a).Coaching the person through each step of bathing, ex.: by asking him or her to hold a washcloth or shampoo bottle. Avoid asking the person to do a task that is too difficult.
• Ask what time of day and what routine is best for bathing given the person’s choices and previous routines.
• Consider whether a person may be afraid of water or have a depth perception impairment that may make entering a bathtub frightening.
• Respect the person’s dignity by providing a towel to cover his or her body throughout the process.
• Consider the frequency of bathing. It may not be necessary for individuals to bathe every day.
• Be gentle. A person’s skin may be very sensitive. Avoid scrubbing, and pat dry instead of rubbing.
A hand-held shower may help to wash hard to reach areas.
• Wash the most sensitive areas last, including the head, face and perineal area.
• Washing the person’s hair may be the most
People with dementia often experience disturbed sleep. They may wake up during the night or be restless. These problems may get worse as the illness progresses. People with dementia may also have painful illnesses such as arthritis that cause, or contribute to, sleep problems. Some medication can cause sleepiness during the day and interfere with sleep at night. Sleeping pills can be used with care in people with dementia. However, ‘sleep hygiene’ measures are best for people with dementia – for example, no naps during the day, regular bedtimes and avoiding alcohol or caffeine at night.
• Others do not feel dressing up is important and this choice should be equally respected. Attempt to gather this information from family if the person with dementia is unable to
• Simplify clothing choices for the person according
to his or her ability to choose.
• Give the person short, simple instructions while
handing them an item such as “Put on your shirt.”
Sometimes just handing the person an item of
clothing (without saying anything) will facilitate
• Choose comfortable, simple clothing that easy to put on and take off. Consider cardigans, or other clothing that buttons in the front, rather than pullovers. Substitute snaps or zippers for buttons. Keep in mind that if you alter a familiar routine or method, the person with dementia may have difficulty learning something new, so try to follow the same routine and use familiar fasteners for as long as possible.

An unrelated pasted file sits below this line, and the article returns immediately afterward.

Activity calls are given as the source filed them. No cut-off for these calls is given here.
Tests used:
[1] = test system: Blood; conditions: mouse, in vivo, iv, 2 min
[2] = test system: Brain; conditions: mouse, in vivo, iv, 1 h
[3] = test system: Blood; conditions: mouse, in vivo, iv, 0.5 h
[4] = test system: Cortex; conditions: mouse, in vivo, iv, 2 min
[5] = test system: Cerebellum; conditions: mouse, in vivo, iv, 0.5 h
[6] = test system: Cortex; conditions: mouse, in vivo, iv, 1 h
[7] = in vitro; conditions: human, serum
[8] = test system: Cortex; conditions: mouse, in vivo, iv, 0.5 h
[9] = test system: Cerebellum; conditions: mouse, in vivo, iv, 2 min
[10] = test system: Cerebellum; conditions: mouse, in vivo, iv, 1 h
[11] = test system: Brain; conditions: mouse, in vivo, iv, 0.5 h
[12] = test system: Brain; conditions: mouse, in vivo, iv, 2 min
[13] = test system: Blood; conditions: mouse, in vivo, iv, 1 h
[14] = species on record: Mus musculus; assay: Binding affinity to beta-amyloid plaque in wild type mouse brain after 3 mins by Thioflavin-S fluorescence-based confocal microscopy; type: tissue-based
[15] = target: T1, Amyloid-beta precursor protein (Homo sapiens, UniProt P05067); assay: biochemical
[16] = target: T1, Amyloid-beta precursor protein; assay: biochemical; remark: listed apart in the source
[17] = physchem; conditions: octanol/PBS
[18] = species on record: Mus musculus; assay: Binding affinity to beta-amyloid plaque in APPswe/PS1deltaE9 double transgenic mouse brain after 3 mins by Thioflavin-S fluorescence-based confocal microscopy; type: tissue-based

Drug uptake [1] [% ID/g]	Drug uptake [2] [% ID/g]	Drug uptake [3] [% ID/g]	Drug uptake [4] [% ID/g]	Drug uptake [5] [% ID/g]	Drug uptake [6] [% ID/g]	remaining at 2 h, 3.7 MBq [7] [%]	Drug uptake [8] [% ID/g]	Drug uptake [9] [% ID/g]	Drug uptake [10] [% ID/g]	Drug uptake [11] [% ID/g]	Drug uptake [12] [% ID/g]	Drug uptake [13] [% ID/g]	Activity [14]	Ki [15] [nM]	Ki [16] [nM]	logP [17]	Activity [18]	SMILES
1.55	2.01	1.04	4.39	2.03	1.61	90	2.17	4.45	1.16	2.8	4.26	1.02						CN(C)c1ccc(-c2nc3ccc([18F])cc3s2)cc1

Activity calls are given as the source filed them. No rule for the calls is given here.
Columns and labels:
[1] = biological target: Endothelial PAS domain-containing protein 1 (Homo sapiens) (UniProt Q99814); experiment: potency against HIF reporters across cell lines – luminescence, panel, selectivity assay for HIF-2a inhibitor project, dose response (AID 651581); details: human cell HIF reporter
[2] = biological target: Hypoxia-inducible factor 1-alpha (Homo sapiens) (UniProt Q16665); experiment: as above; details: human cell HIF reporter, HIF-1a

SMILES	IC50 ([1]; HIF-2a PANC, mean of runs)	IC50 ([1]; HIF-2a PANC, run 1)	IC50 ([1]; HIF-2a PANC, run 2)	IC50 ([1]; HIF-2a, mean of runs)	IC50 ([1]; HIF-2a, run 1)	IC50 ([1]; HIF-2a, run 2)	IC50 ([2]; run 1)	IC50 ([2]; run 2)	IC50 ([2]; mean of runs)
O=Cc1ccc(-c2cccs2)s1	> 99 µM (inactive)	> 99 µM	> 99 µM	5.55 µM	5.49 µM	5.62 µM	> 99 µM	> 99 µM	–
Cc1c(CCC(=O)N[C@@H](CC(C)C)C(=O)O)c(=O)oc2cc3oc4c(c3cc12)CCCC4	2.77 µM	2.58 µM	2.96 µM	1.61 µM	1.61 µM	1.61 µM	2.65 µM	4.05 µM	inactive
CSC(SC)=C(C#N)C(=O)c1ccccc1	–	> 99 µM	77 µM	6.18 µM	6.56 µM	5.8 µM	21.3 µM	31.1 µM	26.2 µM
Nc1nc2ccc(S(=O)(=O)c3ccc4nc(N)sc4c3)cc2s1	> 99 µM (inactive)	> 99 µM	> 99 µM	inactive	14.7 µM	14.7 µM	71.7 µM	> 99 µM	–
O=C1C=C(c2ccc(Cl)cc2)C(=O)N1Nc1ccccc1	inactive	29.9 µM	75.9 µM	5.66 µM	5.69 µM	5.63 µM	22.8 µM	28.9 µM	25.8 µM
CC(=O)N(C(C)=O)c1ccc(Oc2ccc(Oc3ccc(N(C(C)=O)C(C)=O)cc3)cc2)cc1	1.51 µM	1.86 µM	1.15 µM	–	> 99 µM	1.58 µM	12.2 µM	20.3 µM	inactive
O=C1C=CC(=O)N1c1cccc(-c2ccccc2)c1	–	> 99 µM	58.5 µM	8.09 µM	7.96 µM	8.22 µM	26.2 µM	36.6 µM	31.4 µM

• Make sure the person has comfortable, sturdy non-slip shoe
EATING AND DRINKING
• Dementia may lead to changes in eating or drinking (e.g. eating more or less) because those affected by it may not be able to prepare meals, remember to eat or drink, remember when they last ate, know or be able to say that they are hungry or thirsty, or smell and taste in the same way they did before. • A person with dementia may not be able to initiate the task of eating, but if a spoon is placed in his or her hand, he or she may begin to eat. • It may become more difficult for the person with dementia to swallow foods and liquids safely as dementia progresses. • A person with dementia may refuse to eat or drink because of physical or emotional conditions at the end of life. . Help the person eat and drink what he or she likes, and provide food that meets dietary needs to promote health and safety. • Help to make mealtimes pleasant and enjoyable; involve family when the person and family are amenable.
Falling is accidentally coming into contact with the ground or another surface, like a table. Falls may occur with or without injury and often result from a loss of balance. • People with dementia have a greater risk of falling because they can have problems seeing, thinking, moving, and balancing. • The cause of falls can be related to the person’s abilities or home environment. • Personal risks include: history of falls, depression, vision problems, muscle weakness, fear of falling, multiple medications, being tired, blood pressure problems, incontinence, and being unable to move or having difficulty with movement.
Environmental risks can include:
•Confusing environment and clutter
•Lack of stable furniture or handrails
•Surfaces (e.g. floor, stairs, or ground) that are uneven, slippery or have glare •Poor lighting, especially at night
• Weather conditions that may result in slippery surfaces, or heat exhaustion •Rugs and door mats
Encourage safety and maintain a person’s ability to move within a living space by decreasing the risk of falls and related injuries. Encourage daily exercise to increase or maintain physical strength.